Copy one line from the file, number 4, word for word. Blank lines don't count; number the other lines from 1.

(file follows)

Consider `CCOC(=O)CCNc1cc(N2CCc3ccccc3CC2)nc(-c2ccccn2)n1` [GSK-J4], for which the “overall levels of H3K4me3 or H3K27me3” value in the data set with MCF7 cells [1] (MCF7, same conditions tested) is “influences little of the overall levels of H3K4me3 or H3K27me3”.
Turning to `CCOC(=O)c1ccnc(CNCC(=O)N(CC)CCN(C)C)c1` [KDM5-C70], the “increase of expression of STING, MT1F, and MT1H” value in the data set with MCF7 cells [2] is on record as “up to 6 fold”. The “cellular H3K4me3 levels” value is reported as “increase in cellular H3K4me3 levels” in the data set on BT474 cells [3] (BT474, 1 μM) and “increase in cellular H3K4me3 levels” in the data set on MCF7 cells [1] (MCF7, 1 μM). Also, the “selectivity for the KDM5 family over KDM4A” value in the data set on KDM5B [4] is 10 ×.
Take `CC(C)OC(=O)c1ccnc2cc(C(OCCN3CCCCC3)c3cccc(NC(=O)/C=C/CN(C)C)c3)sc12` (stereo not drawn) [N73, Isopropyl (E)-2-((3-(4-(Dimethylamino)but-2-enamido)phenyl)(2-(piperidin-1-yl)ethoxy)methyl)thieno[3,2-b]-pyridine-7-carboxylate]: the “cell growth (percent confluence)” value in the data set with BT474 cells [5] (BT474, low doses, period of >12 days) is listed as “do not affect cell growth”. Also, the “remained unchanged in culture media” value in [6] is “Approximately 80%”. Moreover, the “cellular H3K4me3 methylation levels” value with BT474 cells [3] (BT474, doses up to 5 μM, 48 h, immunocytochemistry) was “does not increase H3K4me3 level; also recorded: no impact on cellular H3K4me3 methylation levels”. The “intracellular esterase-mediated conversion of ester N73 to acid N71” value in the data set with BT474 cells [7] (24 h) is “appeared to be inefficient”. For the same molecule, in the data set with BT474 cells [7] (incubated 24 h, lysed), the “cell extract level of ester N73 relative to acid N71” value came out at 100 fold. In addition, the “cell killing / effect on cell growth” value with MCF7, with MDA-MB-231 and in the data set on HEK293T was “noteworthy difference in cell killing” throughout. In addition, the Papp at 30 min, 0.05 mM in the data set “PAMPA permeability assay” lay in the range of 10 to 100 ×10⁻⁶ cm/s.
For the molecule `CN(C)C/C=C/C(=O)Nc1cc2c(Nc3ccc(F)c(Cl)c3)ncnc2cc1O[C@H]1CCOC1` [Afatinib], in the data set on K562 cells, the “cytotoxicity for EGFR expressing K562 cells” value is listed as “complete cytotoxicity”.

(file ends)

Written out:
For the molecule `CN(C)C/C=C/C(=O)Nc1cc2c(Nc3ccc(F)c(Cl)c3)ncnc2cc1O[C@H]1CCOC1` [Afatinib], in the data set on K562 cells, the “cytotoxicity for EGFR expressing K562 cells” value is listed as “complete cytotoxicity”.